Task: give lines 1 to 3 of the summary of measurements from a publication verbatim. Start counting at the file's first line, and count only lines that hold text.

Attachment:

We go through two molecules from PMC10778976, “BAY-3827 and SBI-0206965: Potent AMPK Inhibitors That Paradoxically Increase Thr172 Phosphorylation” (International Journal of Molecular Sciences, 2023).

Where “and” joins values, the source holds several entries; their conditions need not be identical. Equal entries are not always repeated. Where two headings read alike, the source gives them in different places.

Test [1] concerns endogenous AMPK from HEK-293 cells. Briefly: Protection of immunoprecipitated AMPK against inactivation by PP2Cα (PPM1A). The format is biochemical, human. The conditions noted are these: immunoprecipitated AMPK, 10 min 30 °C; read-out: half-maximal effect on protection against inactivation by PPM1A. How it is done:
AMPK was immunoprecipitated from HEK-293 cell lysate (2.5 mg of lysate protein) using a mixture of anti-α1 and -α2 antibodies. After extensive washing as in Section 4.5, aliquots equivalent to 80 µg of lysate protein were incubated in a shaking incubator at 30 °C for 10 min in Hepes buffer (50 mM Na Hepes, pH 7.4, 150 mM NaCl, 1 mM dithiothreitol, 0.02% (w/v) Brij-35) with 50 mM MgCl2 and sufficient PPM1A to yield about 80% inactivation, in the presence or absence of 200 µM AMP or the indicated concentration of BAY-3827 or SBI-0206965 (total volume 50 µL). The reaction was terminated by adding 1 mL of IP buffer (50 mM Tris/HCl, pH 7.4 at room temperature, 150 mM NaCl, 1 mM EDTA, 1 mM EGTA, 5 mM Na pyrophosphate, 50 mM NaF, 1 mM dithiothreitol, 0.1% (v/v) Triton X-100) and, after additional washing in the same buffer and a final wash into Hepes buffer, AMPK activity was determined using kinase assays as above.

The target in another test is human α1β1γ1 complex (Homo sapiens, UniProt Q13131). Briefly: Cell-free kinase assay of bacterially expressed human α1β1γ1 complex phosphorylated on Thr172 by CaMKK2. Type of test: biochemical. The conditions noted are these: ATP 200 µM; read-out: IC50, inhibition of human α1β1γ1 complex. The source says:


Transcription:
We go through two molecules from PMC10778976, “BAY-3827 and SBI-0206965: Potent AMPK Inhibitors That Paradoxically Increase Thr172 Phosphorylation” (International Journal of Molecular Sciences, 2023).

Where “and” joins values, the source holds several entries; their conditions need not be identical. Equal entries are not always repeated. Where two headings read alike, the source gives them in different places.

Test [1] concerns endogenous AMPK from HEK-293 cells. Briefly: Protection of immunoprecipitated AMPK against inactivation by PP2Cα (PPM1A). The format is biochemical, human. The conditions noted are these: immunoprecipitated AMPK, 10 min 30 °C; read-out: half-maximal effect on protection against inactivation by PPM1A. How it is done: